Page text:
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$10 million gift to College of Engineering boosts undergraduate education

Jason Koski/University Photography
John Swanson meets with students on the engineering project teams earlier this semester.

John A. Swanson '61, M.Eng. '63, has committed $10 million to boost undergraduate education in the College of Engineering -- including its experiential learning opportunities.

Half the gift will endow the engineering project teams that bring together students to design and build, for example, race cars, autonomous submarines and water purification systems, and will endow the directorship of the engineering project teams.

Another $2 million will provide endowment funds for the Academic Excellence Workshop, which allows students to enhance their education through structured peer interactions, and the Engineering Learning Initiatives program, which enables undergraduates to work alongside Cornell's world-class faculty. The remaining $3 million will establish the John A. Swanson Engineering Undergraduate Scholarship Fund.

For more than 25 years, the college has supported the project teams that involve hundreds of undergraduate and graduate students from across the university in national competitions. The annual budget for the teams is more than $200,000.

"These teams provide students with not only the technical challenge of designing and building a complex system, but the opportunity to work with others from different disciplines and to get entrepreneurial, management and financial experience that will inspire some to go on to create startups," said Lance Collins, dean of the college. "Thanks to John's incredibly generous gift, these teams will no longer have to rely on uncertain funding from companies and other sources that fluctuate year to year.

"On behalf of the thousands of future engineers who will benefit from these programs and get hands-on practice that complements the classroom experience, I am grateful for this extraordinary investment in experiential learning."

In giving the gift, Swanson said he is motivated by his belief that an undergraduate engineering education should generate engineers who are ready to join the workforce as productive members. Having ample experience working on teams and producing real products, Swanson and Collins agree, help produce well-prepared engineers. In addition, Swanson's philanthropy "is part of my philosophy: You can't take it with you, so use it effectively here."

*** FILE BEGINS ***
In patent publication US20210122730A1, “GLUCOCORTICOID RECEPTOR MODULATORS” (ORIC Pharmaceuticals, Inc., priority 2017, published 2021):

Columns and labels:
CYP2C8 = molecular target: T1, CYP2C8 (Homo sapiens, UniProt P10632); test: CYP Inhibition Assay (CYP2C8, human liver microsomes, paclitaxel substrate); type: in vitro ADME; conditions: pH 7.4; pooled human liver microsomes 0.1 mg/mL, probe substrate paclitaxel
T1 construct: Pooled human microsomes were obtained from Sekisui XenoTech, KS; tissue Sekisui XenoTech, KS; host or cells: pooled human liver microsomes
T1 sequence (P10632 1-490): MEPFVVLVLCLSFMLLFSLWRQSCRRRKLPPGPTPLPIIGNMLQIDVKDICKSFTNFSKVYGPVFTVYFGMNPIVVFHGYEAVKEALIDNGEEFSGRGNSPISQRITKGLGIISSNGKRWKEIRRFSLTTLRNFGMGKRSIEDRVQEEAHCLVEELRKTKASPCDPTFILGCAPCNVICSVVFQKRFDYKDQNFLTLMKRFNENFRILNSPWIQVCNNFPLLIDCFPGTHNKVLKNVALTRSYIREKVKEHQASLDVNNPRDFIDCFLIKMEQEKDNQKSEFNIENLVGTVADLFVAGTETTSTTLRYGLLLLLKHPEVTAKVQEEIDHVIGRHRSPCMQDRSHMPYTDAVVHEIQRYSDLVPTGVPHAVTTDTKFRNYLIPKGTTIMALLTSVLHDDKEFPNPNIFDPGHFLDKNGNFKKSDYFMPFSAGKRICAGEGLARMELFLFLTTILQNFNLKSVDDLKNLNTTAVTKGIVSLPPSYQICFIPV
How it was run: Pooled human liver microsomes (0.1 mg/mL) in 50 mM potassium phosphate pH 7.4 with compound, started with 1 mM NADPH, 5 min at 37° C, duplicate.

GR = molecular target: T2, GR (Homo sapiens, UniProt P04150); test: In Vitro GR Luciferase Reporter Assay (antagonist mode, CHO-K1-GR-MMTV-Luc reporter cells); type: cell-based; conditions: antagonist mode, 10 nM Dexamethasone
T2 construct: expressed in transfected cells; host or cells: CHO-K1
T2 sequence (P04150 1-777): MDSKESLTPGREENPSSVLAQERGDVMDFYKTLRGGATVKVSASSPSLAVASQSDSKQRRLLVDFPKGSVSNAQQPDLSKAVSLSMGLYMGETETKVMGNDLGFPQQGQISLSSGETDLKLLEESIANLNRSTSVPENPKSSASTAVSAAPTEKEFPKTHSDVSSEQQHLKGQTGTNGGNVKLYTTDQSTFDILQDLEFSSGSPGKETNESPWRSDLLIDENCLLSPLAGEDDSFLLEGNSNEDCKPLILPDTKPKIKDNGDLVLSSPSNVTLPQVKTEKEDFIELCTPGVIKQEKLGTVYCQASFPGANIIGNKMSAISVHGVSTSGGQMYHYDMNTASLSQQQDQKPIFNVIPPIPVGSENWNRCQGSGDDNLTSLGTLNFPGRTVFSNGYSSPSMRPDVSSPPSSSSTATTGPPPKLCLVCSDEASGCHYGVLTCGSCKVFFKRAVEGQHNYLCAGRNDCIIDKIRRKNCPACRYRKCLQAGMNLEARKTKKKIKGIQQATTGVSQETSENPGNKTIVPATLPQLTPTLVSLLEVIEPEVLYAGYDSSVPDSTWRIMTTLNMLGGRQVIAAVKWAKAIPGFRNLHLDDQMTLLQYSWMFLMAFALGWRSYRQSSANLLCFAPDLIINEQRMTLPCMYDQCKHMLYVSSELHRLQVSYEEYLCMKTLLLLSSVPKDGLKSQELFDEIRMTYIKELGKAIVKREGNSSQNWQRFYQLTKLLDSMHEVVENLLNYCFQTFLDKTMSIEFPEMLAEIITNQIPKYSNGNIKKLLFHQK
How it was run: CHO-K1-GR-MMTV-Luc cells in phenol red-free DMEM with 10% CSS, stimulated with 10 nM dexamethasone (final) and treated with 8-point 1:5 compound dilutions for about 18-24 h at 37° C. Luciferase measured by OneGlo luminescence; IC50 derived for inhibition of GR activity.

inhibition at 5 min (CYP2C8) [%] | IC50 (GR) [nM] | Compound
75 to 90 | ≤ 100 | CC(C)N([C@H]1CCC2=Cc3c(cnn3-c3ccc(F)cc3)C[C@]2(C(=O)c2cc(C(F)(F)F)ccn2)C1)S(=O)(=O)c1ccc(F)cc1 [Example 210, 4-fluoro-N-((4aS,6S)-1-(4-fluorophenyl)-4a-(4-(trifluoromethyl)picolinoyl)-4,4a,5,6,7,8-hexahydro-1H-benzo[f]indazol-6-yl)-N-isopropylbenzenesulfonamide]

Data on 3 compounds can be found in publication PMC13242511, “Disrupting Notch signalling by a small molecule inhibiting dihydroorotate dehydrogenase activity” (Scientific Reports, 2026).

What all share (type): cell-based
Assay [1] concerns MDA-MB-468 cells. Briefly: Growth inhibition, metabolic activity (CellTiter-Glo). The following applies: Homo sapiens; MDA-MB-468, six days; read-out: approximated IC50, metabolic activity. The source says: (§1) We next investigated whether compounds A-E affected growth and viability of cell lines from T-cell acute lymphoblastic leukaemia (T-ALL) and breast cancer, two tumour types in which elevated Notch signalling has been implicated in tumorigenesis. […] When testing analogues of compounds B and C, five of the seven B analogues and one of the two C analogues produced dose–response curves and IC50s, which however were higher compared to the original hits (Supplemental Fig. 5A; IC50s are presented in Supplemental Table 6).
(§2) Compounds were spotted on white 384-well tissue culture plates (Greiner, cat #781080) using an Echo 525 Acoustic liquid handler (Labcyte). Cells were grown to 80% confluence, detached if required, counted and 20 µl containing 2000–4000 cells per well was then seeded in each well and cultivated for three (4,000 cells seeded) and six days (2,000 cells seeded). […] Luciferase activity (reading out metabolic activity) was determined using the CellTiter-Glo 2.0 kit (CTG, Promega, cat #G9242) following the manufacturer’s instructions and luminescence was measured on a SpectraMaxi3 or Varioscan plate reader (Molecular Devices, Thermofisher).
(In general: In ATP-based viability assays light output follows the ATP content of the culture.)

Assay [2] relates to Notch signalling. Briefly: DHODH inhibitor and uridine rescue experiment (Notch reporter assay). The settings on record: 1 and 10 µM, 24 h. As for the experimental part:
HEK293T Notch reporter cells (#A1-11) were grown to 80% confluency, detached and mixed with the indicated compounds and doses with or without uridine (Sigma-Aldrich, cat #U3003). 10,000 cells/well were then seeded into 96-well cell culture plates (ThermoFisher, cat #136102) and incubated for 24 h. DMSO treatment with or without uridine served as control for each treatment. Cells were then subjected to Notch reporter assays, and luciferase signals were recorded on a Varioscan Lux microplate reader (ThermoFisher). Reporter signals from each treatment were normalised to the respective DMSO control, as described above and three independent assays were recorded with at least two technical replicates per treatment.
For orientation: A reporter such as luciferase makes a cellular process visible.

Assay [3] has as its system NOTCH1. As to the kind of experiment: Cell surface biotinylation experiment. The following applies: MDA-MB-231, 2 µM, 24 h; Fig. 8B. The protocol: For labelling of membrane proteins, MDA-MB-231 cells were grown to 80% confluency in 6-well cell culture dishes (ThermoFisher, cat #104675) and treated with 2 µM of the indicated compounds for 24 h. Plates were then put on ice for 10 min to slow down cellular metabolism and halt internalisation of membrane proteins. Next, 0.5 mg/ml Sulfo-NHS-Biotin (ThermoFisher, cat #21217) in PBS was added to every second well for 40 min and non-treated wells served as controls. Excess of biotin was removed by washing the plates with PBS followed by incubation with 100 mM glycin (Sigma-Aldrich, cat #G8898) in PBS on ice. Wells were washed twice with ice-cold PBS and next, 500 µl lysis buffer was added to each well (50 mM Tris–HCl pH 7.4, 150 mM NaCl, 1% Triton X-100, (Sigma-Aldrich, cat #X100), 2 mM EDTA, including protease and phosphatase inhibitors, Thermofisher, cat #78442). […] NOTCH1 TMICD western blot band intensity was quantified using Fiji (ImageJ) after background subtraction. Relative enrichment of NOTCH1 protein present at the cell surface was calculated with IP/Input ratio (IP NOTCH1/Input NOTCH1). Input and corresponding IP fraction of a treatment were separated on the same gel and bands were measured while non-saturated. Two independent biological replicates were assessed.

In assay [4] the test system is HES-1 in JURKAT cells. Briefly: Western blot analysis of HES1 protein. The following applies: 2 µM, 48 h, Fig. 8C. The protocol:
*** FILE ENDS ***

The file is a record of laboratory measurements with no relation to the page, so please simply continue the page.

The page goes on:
Swanson, who earned two Cornell degrees in mechanical engineering and a Ph.D. in engineering at the University of Pittsburgh, is a pioneer in the design and application of simulation software for engineers and designers. In 1970, he founded the company that would later be renamed ANSYS Inc., and he served as its CEO until selling the company in 1994.

ANSYS's founding idea was that the difficult calculations required for evaluating systems and designs could be programmed and then used again and again as software. The idea revolutionized the work of engineers and designers in fields including engineering, architecture and even medicine.

When Swanson and President David Skorton first met, Skorton's first statement was, "Do you ever have trouble sleeping?" When Swanson said, "No, not really," Skorton handed Swanson two cardiology papers he'd written with the help of ANSYS software, with the comment, "If you ever do, these should help."

Many of the engineering student teams the Swanson gift supports also rely on ANSYS software to develop and test their products in the lead up to competition with other schools.

When Swanson and his wife, Janet, recently came to campus, engineering student team members made presentations to Swanson on their progress. "It was the highlight of the visit," Swanson admitted with a smile. (For Janet Swanson, the highlight was visiting the College of Veterinary Medicine, where she has given significant support for the Maddie's Shelter Medicine Program and the Janet L. Swanson Wildlife Health Center and Program.)

At the team presentations, Swanson carefully questioned each group, tested their thinking, and made technical suggestions.

Swanson serves on the Engineering College Council and is an active participant and former longtime chair of the Swanson Engineering Simulation Program Advisory Board.

Swanson's commitment follows a gift announced last week of $11 million from Lisa and Richard Baker '88 for Cornell's Program in Real Estate. Both gifts to the Ithaca campus support Cornell's strategic plan priority of increasing excellence in education and cross-college opportunities for students.

Emily Sanders Hopkins is a staff writer in the Division of University Communications.

This article has been modified to reflect the correct year John Swanson matriculated.


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